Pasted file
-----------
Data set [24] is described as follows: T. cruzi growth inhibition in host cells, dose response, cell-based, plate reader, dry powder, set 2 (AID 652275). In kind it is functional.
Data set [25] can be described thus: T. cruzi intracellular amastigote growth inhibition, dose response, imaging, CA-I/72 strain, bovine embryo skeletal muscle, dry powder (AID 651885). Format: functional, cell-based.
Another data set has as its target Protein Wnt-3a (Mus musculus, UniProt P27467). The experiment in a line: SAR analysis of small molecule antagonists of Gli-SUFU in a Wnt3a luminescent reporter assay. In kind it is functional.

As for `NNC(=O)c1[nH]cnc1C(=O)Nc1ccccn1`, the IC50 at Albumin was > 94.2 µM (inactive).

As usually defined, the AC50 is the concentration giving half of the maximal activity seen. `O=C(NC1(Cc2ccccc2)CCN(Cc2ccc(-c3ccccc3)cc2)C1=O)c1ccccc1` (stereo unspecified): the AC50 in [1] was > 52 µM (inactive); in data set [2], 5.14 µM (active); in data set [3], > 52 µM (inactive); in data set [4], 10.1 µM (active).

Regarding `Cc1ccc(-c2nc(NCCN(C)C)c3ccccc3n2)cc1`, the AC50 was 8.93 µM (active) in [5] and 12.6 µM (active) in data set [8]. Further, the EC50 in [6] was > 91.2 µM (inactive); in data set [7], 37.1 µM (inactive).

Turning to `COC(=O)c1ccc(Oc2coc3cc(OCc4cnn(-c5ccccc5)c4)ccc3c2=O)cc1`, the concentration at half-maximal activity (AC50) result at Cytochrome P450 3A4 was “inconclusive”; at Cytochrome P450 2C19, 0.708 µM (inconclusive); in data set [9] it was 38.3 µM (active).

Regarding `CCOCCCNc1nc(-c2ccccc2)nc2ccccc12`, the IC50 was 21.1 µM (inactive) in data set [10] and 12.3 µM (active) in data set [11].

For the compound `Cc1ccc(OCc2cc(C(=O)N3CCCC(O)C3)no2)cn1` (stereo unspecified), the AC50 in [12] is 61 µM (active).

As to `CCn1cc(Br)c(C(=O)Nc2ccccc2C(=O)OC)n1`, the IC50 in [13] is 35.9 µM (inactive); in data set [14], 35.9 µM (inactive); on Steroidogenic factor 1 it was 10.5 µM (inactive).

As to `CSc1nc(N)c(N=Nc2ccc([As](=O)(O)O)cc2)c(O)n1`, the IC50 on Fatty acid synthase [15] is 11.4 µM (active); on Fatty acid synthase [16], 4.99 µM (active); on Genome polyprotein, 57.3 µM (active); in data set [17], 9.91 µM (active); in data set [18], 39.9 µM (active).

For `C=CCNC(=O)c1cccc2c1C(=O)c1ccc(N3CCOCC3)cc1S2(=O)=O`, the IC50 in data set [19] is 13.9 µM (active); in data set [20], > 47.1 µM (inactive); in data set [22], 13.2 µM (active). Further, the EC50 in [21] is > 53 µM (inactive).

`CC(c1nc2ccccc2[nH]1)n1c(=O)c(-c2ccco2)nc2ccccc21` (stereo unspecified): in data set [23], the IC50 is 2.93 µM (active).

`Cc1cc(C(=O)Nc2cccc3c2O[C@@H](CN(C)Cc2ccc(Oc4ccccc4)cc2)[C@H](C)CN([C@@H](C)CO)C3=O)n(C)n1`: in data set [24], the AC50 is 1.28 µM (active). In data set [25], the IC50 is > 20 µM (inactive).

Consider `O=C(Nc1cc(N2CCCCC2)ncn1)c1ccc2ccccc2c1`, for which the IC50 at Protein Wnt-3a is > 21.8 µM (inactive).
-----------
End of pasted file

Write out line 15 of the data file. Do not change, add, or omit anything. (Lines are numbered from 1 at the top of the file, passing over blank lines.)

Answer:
Consider `O=C(Nc1cc(N2CCCCC2)ncn1)c1ccc2ccccc2c1`, for which the IC50 at Protein Wnt-3a is > 21.8 µM (inactive).